Opportunity in America | Teen Ink

Opportunity in America

April 19, 2011
By Steven Benna GOLD, Pewaukee, Wisconsin
Steven Benna GOLD, Pewaukee, Wisconsin
13 articles 0 photos 0 comments

Just over 10 years ago, my aunt, Fiorella, moved to the United States from Italy. Since then, she has started an Italian restaurant in Arizona. She told me her childhood dream was to run her own restaurant. Because of America’s open arms, she moved here and fulfilled her dreams. In Italy, she said it is much more difficult—almost impossible—to open a successful restaurant. After she moved here, nothing was given to her. Nothing was done for her. But she was able to purchase a building and start her restaurant, making her childhood dream a reality.

But America may have too many opportunities. Americans are gullible and willing to buy anything. Products sold via infomercial—such as the Shamwow and the Snuggie—generate millions of dollars in profit even though people know that they are not as good as the commercials make them seem. The Shamwow is just a towel and the Snuggie is basically a backwards robe. People know these products are useless, yet they continue to buy them.
There are so many products being sold so often, that Americans are drawn in no matter what, whether it is because of peer pressure or the greed of wanting everything. The opportunities help those who are patenting new products, but the customers are practically throwing their money away. An excessive amount of opportunities is good for individuals in the United States, but it almost seems that there are too many.
People often think of opportunities as jobs, but there are others. Having an opportunity is having a chance. My aunt was given a chance, and she accomplished her goals. And other people, such as the creators of the Shamwow and the Snuggie, also accomplished their goals.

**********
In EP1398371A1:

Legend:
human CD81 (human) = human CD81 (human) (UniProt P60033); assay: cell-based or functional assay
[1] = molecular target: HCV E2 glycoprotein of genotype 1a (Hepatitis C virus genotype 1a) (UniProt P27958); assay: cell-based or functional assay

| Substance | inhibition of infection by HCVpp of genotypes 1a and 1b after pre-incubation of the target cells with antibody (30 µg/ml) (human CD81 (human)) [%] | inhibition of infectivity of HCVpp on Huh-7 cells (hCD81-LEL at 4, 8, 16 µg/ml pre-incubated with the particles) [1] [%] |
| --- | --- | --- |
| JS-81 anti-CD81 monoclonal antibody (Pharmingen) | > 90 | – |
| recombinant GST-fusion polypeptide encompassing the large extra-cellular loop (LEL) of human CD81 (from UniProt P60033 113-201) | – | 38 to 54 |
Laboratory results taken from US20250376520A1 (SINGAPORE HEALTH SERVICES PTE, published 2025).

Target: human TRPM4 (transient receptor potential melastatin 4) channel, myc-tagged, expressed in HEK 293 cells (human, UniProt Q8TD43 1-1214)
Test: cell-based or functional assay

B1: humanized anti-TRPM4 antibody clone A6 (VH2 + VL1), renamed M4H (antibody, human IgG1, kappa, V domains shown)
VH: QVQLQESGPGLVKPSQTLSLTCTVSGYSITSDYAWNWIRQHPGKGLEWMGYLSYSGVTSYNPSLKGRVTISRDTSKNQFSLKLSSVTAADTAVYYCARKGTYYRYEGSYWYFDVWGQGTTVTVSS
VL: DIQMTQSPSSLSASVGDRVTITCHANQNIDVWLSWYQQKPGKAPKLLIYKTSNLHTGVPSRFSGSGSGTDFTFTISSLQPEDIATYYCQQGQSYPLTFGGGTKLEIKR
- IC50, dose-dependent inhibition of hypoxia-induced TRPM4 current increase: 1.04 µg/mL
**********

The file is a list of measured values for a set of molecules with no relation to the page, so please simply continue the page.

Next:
The abundance of opportunities gave my aunt a chance, but it also makes things more difficult for her. If someone else—anyone else—wants to start an Italian restaurant, they can. Even if it is in the same area as hers, they can. The competition may be better for the customers, but someone has to lose. People like my aunt have to keep their business running, but they have to be prepared for new competition at all times.

America is often called “the land of opportunity,” and rightfully so. But the opportunities are both good and bad. In infomercials, at least one person is benefitted by the sale, but a large amount of the products are useless is what hurt America.
Why do we need Snuggies or special towels? They do nothing positive for America. They only benefit the inventor. Being given an opportunity can change a person’s life, but in some way, it can hurt someone else’s. Without opportunities, America wouldn’t be the country it is today. And while it may help more people than it hurts, it is not a perfect thing. A surplus of opportunities is a positive thing because it gives people a chance, and the buyers have a choice. Everyone should get a chance to fulfill the dreams, and even though it’s impossible for everyone too, America provides the best chance.

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